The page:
From Independence to Revolution

Egypt’s Islamists and the Contest for Power

Gillian Kennedy



An important account of the vicissitudes of Egypt’s Islamists, informed by first-hand interviews and deep historical scholarship.

Bibliographic Details
From Independence to Revolution Paperback
February 2017£25.00
9781849047050264pp
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Description

From Independence to Revolution tells the story of the complicated relationship between the Egyptian population and the nation’s most prominent political opposition — the Islamist movement. Most commentators focus on the Muslim Brotherhood and radical jihadists constantly vying for power under successive authoritarian rulers, from Gamal Abdul Nasser to General Abdel Fattah el-Sisi. Yet the relationship between the Islamists and Egyptian society has not remained fixed. Instead, groups like the Muslim Brotherhood, radical jihadists and progressive Islamists like Tayyar al Masri have varied in their responses to Egypt’s socio-political transformation over the last sixty years, thereby attracting different sections of the Egyptian electorate at different times.

From bread riots in the 1970s to the 2011 Tahrir Square uprising and the subsequent election of the Muslim Brotherhood’s Mohamed Morsi in 2012, Egypt’s Islamists have been countering authoritarian elites since colonial independence. This book is based on the author’s fieldwork interviews in Egypt and builds on comparative political approaches to the topic. It offers an account of Egypt’s contesting actors, demonstrating how a consistently fragmented Islamist movement and an authoritarian state have cemented political instability and economic decline as a persistent trend.

Author

Gillian Kennedy has a PhD in Middle Eastern Politics from King’s College London. She works for Canadean as lead analyst for the MENA region and is a visiting research fellow at King’s College. Previously she has had articles published on Open Democracy and in the Montreal Review, as well as appearing as a regular commentator on Egyptian politics for BBC Newshour.

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Reviews

In this meticulously researched book, Kennedy examines the many faces of Islamism in Egypt and the dialectical relationship between the Muslim Brotherhood, the most powerful Islamist trend, and the authoritarian nationalist state. Conceptually rigorous and empirically rich, From Independence to Revolution highlights the multiple dualities in Egyptian politics and the fierce struggle for power which has led to an arrested social development. Kennedy’s book deserves wide readership.‘ — Fawaz Gerges, Professor of International Relations, London School of Economics, author of ISIS: A History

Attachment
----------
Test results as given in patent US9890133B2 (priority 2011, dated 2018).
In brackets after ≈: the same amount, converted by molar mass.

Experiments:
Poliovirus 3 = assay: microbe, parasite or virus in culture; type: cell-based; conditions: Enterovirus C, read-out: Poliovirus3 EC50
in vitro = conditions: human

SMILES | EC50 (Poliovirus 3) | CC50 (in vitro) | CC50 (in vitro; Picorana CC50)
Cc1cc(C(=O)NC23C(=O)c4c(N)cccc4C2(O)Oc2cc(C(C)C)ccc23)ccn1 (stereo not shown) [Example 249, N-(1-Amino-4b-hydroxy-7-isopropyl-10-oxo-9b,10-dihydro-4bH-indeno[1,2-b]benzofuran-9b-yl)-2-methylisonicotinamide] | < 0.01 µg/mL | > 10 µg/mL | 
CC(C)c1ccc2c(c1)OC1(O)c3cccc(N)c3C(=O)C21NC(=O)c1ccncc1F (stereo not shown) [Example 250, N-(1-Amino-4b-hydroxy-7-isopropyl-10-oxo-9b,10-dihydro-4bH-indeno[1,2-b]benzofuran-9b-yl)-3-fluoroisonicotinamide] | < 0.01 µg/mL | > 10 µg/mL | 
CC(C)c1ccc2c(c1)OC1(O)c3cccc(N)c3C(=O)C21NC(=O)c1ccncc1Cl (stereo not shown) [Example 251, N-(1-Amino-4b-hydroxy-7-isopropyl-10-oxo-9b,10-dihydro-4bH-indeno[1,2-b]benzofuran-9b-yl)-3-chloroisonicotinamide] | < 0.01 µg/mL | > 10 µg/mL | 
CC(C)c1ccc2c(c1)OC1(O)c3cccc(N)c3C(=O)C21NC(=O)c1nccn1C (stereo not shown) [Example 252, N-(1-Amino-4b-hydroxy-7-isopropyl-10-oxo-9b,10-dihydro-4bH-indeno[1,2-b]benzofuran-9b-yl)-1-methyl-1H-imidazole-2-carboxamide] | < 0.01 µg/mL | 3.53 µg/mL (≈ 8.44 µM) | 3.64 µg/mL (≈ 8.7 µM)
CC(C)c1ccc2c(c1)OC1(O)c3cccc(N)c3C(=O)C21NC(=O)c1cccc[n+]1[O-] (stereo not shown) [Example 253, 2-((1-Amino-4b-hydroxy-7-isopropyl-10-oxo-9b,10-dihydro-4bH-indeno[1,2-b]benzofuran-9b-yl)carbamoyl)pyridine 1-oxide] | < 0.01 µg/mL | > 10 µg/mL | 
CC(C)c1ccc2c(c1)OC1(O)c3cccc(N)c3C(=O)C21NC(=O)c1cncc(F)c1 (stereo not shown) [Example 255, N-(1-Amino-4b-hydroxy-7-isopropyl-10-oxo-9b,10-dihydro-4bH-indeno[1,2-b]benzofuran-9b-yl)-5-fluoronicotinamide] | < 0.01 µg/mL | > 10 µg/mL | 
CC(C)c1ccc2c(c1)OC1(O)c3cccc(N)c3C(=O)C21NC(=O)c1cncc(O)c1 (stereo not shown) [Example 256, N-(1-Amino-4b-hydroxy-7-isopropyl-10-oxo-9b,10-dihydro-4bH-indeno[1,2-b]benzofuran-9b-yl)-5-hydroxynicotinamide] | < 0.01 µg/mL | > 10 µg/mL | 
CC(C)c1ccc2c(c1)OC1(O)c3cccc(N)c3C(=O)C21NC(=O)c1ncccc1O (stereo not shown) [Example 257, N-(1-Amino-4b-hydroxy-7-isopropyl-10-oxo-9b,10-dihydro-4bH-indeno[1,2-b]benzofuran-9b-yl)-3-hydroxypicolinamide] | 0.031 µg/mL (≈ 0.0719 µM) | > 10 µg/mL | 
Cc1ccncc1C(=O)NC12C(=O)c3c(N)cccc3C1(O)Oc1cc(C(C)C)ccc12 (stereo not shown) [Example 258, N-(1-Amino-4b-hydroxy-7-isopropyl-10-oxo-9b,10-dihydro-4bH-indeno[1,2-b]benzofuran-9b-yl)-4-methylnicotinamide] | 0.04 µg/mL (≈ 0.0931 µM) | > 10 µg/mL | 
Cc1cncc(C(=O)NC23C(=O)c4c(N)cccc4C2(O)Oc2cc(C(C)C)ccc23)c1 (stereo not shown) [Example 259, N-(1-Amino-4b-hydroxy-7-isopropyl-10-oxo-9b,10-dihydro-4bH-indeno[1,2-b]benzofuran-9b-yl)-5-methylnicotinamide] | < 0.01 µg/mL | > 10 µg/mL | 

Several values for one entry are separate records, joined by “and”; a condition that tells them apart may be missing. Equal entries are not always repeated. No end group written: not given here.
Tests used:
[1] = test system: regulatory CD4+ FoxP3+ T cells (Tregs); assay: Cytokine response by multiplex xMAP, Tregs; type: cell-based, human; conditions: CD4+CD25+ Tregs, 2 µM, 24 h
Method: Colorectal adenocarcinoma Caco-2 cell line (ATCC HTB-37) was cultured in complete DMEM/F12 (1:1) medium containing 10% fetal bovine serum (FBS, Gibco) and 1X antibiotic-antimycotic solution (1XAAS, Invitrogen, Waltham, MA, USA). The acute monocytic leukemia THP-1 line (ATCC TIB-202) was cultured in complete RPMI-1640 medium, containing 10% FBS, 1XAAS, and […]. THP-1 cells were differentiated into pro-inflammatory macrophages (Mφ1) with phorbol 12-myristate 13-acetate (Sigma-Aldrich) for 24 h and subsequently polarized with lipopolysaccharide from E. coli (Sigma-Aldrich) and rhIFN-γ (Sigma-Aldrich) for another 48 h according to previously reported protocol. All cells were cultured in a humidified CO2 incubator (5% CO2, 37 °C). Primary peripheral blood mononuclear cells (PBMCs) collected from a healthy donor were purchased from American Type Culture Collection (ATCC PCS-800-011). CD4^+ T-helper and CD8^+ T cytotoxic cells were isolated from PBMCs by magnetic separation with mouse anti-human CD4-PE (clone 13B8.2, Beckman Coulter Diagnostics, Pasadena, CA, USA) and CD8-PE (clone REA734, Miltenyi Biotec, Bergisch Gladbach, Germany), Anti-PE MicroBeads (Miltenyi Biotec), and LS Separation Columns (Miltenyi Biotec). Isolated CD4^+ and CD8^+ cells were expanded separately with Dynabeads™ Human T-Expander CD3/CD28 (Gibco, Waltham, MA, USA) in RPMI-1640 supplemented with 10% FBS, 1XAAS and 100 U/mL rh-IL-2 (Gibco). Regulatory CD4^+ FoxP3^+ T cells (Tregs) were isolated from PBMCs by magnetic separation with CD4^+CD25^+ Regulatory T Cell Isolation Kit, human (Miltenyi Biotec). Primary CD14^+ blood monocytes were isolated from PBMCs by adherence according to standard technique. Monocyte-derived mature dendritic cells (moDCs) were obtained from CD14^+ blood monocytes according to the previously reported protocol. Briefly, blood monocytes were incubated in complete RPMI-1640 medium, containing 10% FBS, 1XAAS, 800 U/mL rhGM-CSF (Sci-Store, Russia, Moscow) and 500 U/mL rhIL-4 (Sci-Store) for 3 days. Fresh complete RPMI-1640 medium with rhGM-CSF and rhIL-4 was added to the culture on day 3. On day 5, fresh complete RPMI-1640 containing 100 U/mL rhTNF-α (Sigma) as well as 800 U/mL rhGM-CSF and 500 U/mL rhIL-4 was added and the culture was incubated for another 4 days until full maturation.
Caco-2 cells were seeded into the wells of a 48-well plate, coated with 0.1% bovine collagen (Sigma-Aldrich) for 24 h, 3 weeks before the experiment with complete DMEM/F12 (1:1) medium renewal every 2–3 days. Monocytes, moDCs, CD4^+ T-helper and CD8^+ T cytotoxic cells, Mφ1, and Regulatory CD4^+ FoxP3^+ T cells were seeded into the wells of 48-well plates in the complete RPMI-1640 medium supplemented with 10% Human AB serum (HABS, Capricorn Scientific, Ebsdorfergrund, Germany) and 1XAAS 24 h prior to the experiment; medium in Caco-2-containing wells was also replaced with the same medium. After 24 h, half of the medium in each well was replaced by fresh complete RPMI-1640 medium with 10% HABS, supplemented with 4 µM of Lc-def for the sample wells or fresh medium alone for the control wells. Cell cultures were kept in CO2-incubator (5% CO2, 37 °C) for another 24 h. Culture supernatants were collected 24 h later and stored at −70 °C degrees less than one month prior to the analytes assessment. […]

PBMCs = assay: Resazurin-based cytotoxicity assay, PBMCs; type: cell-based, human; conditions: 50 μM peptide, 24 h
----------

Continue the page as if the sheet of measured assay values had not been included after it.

‘In this well-researched book, Kennedy tracks the testy relationship between the various strands of Egyptian Islamism and the bureaucratic-authoritarian orders of Nasser, Sadat, and Mubarak. In her focus on Islamism’s ideological and strategic shortcomings, Kennedy advances our understanding of Egypt’s religio-political landscape, including the contentious events that led to the downfall of the Muslim Brotherhood in 2013.’ — John Calvert, Professor of History, Creighton University, author of Sayyid Qutb and the Origins of Radical Islamism

Kennedy provides a theoretically informed and readable account of Egyptian Islamism. The book’s strength is to locate the evolution of distinct Islamist trends within Egypt’s shifting economic, political and social terrain. Kennedy develops a convincing argument to explain why Islamism was unable to capitalise on the opportunity presented by the fall of the Mubarak regime in 2011.’ — Ewan Stein, Senior Lecturer in International Relations, University of Edinburgh, and author of Intellectual Dynamics in the Middle East and North Africa

From Independence to Revolution is a superb account of Egyptian Islamism and its interactions with the state. Kennedy adeptly deploys Gramscian concepts to provide the reader with a theoretically informed study of how to understand Islamism in Egypt. It is this novel theoretical approach that makes this such a significant contribution to the study of an important phenomenon.’ — Francesco Cavatorta, Associate Professor, Université Laval in Quebec, Canada, co-editor of Salafism After the Arab Awakening